“On Friday, I received a message on Instagram from another participant Dylan from Australia and he said ‘hey Felo, did you receive your email?’ I hadn’t, my network was bad that day. Dylan said he did not make it and was placed on a waiting list, and another lady from Colombia said she did not make it. I was nervous because a lot of the people I had spoken to where either on the waiting list or had not made it. I spoke to my friend who encouraged me and at around 7pm, I refreshed my email and saw ‘Congratulations! you have made it! I was so excited!” he said

An ecstatic Takudzwa immediately phoned three people who were instrumental in the entire process.

“I called my dad right away and told him I made it, I sent a message to Harold (of Dunia Dance Theatre, whom he stayed with in Belgium), and Soukaina (AfriKera Arts Trust founder and director)” he said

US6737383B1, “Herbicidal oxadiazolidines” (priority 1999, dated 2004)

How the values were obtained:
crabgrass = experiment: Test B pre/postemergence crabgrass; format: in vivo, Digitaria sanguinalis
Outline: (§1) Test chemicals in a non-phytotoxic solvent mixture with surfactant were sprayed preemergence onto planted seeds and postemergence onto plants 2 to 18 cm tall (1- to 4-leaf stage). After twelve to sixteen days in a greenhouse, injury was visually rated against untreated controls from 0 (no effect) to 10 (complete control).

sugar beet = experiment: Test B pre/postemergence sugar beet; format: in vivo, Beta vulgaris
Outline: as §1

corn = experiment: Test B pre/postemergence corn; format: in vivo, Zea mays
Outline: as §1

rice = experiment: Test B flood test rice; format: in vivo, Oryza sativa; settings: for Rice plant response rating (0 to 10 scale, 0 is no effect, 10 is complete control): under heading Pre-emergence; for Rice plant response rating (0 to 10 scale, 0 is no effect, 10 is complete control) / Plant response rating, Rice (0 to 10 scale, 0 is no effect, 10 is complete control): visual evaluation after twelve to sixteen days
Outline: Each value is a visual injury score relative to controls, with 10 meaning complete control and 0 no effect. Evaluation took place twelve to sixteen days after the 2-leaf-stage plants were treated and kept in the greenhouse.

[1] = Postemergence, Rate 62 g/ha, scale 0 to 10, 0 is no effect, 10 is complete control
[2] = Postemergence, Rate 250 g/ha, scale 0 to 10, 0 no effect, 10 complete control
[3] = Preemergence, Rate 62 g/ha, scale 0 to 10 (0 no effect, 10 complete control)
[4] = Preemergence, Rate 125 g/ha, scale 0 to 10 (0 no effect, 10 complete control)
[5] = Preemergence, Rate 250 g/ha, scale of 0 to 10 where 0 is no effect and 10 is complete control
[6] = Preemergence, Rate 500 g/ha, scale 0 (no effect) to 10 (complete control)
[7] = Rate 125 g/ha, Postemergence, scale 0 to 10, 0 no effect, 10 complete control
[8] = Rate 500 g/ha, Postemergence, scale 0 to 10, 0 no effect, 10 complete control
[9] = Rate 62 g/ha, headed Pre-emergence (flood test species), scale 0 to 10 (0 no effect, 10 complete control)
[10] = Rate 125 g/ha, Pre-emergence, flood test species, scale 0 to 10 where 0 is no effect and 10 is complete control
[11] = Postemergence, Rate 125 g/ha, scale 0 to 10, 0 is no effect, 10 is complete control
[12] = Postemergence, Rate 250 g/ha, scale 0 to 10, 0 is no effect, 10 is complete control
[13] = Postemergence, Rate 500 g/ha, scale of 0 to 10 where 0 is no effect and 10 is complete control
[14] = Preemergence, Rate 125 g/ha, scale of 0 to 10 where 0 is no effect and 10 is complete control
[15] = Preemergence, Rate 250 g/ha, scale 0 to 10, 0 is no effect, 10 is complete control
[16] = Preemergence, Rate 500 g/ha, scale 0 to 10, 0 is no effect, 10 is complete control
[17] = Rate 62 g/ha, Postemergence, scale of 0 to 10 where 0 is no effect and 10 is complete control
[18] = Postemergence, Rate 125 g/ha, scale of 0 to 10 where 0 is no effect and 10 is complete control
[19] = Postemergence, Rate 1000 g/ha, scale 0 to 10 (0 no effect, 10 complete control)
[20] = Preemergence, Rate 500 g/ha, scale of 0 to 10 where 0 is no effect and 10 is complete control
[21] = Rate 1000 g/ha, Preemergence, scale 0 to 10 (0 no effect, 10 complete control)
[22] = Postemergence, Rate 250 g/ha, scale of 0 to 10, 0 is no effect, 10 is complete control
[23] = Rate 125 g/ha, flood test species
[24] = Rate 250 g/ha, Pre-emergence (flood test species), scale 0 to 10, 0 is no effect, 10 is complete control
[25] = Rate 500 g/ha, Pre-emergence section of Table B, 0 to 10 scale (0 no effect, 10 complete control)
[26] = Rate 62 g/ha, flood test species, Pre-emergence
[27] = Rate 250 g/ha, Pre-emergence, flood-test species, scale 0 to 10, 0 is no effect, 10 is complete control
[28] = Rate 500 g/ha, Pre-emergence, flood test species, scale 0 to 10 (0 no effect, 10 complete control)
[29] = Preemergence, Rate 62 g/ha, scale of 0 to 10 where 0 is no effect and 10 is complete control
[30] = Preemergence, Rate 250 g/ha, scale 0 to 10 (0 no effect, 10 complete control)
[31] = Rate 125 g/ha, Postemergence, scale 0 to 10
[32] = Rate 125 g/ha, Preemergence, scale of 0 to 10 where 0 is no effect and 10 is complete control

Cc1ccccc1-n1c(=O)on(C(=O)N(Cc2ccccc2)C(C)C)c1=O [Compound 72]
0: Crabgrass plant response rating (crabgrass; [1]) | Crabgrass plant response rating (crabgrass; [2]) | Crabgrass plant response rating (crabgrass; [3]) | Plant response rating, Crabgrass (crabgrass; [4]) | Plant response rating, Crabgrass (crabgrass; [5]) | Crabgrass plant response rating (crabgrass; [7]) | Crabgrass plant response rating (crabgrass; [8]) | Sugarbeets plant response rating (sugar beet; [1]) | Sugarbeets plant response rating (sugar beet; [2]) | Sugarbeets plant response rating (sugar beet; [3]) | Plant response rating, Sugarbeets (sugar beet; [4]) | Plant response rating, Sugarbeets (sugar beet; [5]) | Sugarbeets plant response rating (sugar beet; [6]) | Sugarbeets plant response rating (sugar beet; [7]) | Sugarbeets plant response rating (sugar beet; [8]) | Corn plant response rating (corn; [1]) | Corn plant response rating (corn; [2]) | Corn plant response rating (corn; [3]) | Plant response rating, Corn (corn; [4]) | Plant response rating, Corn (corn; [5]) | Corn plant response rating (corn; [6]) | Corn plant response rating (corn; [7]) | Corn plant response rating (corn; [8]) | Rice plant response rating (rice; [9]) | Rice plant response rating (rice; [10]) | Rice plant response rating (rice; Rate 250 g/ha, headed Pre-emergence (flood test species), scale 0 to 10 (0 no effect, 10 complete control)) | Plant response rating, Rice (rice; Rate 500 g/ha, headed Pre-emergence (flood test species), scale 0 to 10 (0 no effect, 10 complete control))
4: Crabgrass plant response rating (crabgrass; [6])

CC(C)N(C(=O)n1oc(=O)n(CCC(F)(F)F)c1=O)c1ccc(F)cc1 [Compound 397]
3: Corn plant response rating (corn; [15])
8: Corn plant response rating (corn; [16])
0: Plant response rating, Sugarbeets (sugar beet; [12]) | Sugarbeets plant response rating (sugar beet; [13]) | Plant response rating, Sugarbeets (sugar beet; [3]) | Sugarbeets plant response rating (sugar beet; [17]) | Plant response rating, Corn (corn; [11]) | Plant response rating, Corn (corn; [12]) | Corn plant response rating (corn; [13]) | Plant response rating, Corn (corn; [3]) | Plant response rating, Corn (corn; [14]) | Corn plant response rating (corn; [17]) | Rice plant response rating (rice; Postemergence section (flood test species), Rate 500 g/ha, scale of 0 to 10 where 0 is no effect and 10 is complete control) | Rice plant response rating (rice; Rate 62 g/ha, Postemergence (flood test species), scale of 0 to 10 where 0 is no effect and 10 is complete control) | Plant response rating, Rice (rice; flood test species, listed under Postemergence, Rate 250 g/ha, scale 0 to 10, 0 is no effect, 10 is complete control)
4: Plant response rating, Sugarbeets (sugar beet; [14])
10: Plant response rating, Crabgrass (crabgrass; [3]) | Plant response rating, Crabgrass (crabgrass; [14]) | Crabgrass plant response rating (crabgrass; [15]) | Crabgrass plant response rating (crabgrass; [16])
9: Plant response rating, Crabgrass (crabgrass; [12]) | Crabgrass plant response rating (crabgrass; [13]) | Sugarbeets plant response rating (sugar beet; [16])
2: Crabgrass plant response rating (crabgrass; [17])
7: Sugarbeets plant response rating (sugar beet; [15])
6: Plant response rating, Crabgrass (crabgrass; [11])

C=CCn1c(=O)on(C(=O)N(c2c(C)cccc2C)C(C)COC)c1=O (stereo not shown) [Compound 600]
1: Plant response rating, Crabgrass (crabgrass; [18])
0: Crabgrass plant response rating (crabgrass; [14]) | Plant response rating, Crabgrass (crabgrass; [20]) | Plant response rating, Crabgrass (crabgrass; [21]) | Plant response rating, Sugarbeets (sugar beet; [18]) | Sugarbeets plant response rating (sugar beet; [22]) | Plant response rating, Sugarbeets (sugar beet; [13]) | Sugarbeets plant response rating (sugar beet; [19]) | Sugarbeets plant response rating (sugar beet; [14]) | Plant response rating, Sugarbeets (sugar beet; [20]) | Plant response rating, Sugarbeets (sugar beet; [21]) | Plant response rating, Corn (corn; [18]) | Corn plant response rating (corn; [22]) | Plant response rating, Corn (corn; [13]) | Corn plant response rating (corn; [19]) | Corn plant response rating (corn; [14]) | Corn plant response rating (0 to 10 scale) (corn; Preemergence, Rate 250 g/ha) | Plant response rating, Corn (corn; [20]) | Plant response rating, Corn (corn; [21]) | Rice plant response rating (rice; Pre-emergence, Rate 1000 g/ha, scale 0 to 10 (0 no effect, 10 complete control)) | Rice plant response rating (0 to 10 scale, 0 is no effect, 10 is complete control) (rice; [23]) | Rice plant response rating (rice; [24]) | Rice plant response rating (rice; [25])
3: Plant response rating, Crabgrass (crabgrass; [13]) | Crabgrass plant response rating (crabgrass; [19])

Takudzwa credits his experience and knowledge gained from AfriKera for his success in the audition process and preparing him for this next chapter in his life.

“The time at AfriKera helped me a lot! If I had not completed the program with AfriKera, I would not have made it. Some people were saying they had never done ballet and contemporary, so I was at an advantage.” He explained.

Takudzwa recently travelled to Belgium to pursue his 3-year Diploma in performing arts at P.A.R.T.S which will run from September 2022 to September 2024 taking classes including Ballet, Contemporary dance, Anatomy, English, and Dance Repertoire.

We wish him all the best!